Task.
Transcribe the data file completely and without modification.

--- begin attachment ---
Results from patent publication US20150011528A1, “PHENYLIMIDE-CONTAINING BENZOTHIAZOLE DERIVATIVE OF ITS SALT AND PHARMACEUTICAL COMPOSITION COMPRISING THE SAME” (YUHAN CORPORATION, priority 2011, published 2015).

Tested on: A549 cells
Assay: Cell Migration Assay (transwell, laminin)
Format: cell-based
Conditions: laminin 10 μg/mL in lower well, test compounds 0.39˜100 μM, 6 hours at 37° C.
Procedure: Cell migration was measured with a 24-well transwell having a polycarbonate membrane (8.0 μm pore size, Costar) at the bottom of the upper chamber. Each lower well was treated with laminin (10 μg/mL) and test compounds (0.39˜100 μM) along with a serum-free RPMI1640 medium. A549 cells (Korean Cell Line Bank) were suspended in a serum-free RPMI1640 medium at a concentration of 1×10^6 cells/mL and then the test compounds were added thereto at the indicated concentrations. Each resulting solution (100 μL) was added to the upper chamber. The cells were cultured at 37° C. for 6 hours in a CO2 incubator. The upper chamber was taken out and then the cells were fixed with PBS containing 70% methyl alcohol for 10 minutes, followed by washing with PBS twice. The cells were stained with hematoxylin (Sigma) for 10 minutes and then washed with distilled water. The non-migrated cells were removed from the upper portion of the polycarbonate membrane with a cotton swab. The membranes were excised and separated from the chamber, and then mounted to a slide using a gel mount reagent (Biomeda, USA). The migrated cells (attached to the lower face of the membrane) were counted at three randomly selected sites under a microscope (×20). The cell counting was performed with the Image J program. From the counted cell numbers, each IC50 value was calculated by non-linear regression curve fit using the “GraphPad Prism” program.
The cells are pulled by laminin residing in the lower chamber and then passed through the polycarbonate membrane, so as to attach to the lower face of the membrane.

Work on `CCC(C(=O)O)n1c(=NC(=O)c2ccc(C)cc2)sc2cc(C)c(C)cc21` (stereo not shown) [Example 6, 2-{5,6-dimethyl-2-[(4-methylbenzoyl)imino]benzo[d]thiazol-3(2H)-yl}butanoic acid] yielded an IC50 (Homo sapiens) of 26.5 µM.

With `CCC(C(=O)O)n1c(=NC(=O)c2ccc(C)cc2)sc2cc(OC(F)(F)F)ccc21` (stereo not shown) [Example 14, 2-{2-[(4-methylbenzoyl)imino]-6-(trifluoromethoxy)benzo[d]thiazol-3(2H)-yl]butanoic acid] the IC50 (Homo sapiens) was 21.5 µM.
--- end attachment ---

Results from patent publication US20150011528A1, “PHENYLIMIDE-CONTAINING BENZOTHIAZOLE DERIVATIVE OF ITS SALT AND PHARMACEUTICAL COMPOSITION COMPRISING THE SAME” (YUHAN CORPORATION, priority 2011, published 2015).

Tested on: A549 cells
Assay: Cell Migration Assay (transwell, laminin)
Format: cell-based
Conditions: laminin 10 μg/mL in lower well, test compounds 0.39˜100 μM, 6 hours at 37° C.
Procedure: Cell migration was measured with a 24-well transwell having a polycarbonate membrane (8.0 μm pore size, Costar) at the bottom of the upper chamber. Each lower well was treated with laminin (10 μg/mL) and test compounds (0.39˜100 μM) along with a serum-free RPMI1640 medium. A549 cells (Korean Cell Line Bank) were suspended in a serum-free RPMI1640 medium at a concentration of 1×10^6 cells/mL and then the test compounds were added thereto at the indicated concentrations. Each resulting solution (100 μL) was added to the upper chamber. The cells were cultured at 37° C. for 6 hours in a CO2 incubator. The upper chamber was taken out and then the cells were fixed with PBS containing 70% methyl alcohol for 10 minutes, followed by washing with PBS twice. The cells were stained with hematoxylin (Sigma) for 10 minutes and then washed with distilled water. The non-migrated cells were removed from the upper portion of the polycarbonate membrane with a cotton swab. The membranes were excised and separated from the chamber, and then mounted to a slide using a gel mount reagent (Biomeda, USA). The migrated cells (attached to the lower face of the membrane) were counted at three randomly selected sites under a microscope (×20). The cell counting was performed with the Image J program. From the counted cell numbers, each IC50 value was calculated by non-linear regression curve fit using the “GraphPad Prism” program.
The cells are pulled by laminin residing in the lower chamber and then passed through the polycarbonate membrane, so as to attach to the lower face of the membrane.

Work on `CCC(C(=O)O)n1c(=NC(=O)c2ccc(C)cc2)sc2cc(C)c(C)cc21` (stereo not shown) [Example 6, 2-{5,6-dimethyl-2-[(4-methylbenzoyl)imino]benzo[d]thiazol-3(2H)-yl}butanoic acid] yielded an IC50 (Homo sapiens) of 26.5 µM.

With `CCC(C(=O)O)n1c(=NC(=O)c2ccc(C)cc2)sc2cc(OC(F)(F)F)ccc21` (stereo not shown) [Example 14, 2-{2-[(4-methylbenzoyl)imino]-6-(trifluoromethoxy)benzo[d]thiazol-3(2H)-yl]butanoic acid] the IC50 (Homo sapiens) was 21.5 µM.